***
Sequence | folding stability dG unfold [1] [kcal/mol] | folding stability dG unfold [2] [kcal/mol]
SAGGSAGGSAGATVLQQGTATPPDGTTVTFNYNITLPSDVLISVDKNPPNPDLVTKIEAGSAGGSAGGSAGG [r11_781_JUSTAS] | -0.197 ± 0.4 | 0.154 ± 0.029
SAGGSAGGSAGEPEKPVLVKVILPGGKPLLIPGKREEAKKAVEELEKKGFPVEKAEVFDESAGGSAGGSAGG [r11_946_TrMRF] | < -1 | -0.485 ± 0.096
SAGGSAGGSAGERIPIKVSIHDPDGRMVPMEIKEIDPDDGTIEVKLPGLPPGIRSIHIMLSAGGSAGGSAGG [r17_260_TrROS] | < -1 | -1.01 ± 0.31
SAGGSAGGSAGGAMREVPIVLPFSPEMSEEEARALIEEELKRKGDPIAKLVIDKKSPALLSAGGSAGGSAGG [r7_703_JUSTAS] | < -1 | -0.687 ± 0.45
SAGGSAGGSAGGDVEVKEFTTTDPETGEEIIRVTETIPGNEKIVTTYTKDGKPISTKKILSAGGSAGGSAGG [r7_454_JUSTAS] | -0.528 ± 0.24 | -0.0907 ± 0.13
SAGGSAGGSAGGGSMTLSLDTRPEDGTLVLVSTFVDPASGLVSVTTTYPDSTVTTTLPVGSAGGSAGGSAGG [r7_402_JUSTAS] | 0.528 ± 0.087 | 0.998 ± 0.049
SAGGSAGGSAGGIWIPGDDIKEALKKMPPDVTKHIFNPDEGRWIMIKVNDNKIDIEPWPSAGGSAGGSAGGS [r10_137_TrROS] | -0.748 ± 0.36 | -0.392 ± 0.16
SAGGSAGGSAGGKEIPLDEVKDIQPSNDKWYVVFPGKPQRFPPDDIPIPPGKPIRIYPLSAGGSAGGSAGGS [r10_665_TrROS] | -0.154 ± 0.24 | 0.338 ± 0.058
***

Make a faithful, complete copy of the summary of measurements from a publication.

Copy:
Sequence | folding stability dG unfold [1] [kcal/mol] | folding stability dG unfold [2] [kcal/mol]
SAGGSAGGSAGATVLQQGTATPPDGTTVTFNYNITLPSDVLISVDKNPPNPDLVTKIEAGSAGGSAGGSAGG [r11_781_JUSTAS] | -0.197 ± 0.4 | 0.154 ± 0.029
SAGGSAGGSAGEPEKPVLVKVILPGGKPLLIPGKREEAKKAVEELEKKGFPVEKAEVFDESAGGSAGGSAGG [r11_946_TrMRF] | < -1 | -0.485 ± 0.096
SAGGSAGGSAGERIPIKVSIHDPDGRMVPMEIKEIDPDDGTIEVKLPGLPPGIRSIHIMLSAGGSAGGSAGG [r17_260_TrROS] | < -1 | -1.01 ± 0.31
SAGGSAGGSAGGAMREVPIVLPFSPEMSEEEARALIEEELKRKGDPIAKLVIDKKSPALLSAGGSAGGSAGG [r7_703_JUSTAS] | < -1 | -0.687 ± 0.45
SAGGSAGGSAGGDVEVKEFTTTDPETGEEIIRVTETIPGNEKIVTTYTKDGKPISTKKILSAGGSAGGSAGG [r7_454_JUSTAS] | -0.528 ± 0.24 | -0.0907 ± 0.13
SAGGSAGGSAGGGSMTLSLDTRPEDGTLVLVSTFVDPASGLVSVTTTYPDSTVTTTLPVGSAGGSAGGSAGG [r7_402_JUSTAS] | 0.528 ± 0.087 | 0.998 ± 0.049
SAGGSAGGSAGGIWIPGDDIKEALKKMPPDVTKHIFNPDEGRWIMIKVNDNKIDIEPWPSAGGSAGGSAGGS [r10_137_TrROS] | -0.748 ± 0.36 | -0.392 ± 0.16
SAGGSAGGSAGGKEIPLDEVKDIQPSNDKWYVVFPGKPQRFPPDDIPIPPGKPIRIYPLSAGGSAGGSAGGS [r10_665_TrROS] | -0.154 ± 0.24 | 0.338 ± 0.058